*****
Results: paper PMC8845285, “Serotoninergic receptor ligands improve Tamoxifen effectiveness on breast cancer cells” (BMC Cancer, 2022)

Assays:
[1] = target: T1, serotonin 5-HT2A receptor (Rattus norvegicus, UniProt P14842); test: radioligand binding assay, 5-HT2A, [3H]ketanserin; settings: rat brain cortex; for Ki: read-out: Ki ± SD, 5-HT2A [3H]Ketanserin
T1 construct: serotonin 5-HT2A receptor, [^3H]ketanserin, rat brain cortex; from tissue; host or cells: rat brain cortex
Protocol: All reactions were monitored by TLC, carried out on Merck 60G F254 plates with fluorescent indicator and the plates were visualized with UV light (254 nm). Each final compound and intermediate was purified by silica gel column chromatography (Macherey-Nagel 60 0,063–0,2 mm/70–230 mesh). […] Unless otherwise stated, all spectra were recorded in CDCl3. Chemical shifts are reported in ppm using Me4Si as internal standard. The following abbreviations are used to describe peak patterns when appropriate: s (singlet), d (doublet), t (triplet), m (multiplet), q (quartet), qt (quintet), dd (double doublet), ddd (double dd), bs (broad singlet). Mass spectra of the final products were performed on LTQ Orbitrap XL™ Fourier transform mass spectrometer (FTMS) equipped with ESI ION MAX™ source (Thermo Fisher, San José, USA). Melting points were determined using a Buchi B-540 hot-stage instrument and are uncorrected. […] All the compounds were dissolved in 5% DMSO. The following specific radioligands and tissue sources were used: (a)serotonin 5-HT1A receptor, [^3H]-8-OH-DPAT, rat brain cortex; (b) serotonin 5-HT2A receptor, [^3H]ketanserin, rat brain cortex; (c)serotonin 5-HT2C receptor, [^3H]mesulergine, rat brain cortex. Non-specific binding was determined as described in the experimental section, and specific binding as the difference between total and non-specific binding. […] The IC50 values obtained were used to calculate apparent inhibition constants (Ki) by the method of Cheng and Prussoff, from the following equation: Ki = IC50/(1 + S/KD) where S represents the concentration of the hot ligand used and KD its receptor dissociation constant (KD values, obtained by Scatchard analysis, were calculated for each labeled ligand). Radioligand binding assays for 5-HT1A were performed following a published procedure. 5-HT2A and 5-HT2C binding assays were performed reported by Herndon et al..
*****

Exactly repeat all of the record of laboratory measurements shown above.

Results: paper PMC8845285, “Serotoninergic receptor ligands improve Tamoxifen effectiveness on breast cancer cells” (BMC Cancer, 2022)

Assays:
[1] = target: T1, serotonin 5-HT2A receptor (Rattus norvegicus, UniProt P14842); test: radioligand binding assay, 5-HT2A, [3H]ketanserin; settings: rat brain cortex; for Ki: read-out: Ki ± SD, 5-HT2A [3H]Ketanserin
T1 construct: serotonin 5-HT2A receptor, [^3H]ketanserin, rat brain cortex; from tissue; host or cells: rat brain cortex
Protocol: All reactions were monitored by TLC, carried out on Merck 60G F254 plates with fluorescent indicator and the plates were visualized with UV light (254 nm). Each final compound and intermediate was purified by silica gel column chromatography (Macherey-Nagel 60 0,063–0,2 mm/70–230 mesh). […] Unless otherwise stated, all spectra were recorded in CDCl3. Chemical shifts are reported in ppm using Me4Si as internal standard. The following abbreviations are used to describe peak patterns when appropriate: s (singlet), d (doublet), t (triplet), m (multiplet), q (quartet), qt (quintet), dd (double doublet), ddd (double dd), bs (broad singlet). Mass spectra of the final products were performed on LTQ Orbitrap XL™ Fourier transform mass spectrometer (FTMS) equipped with ESI ION MAX™ source (Thermo Fisher, San José, USA). Melting points were determined using a Buchi B-540 hot-stage instrument and are uncorrected. […] All the compounds were dissolved in 5% DMSO. The following specific radioligands and tissue sources were used: (a)serotonin 5-HT1A receptor, [^3H]-8-OH-DPAT, rat brain cortex; (b) serotonin 5-HT2A receptor, [^3H]ketanserin, rat brain cortex; (c)serotonin 5-HT2C receptor, [^3H]mesulergine, rat brain cortex. Non-specific binding was determined as described in the experimental section, and specific binding as the difference between total and non-specific binding. […] The IC50 values obtained were used to calculate apparent inhibition constants (Ki) by the method of Cheng and Prussoff, from the following equation: Ki = IC50/(1 + S/KD) where S represents the concentration of the hot ligand used and KD its receptor dissociation constant (KD values, obtained by Scatchard analysis, were calculated for each labeled ligand). Radioligand binding assays for 5-HT1A were performed following a published procedure. 5-HT2A and 5-HT2C binding assays were performed reported by Herndon et al..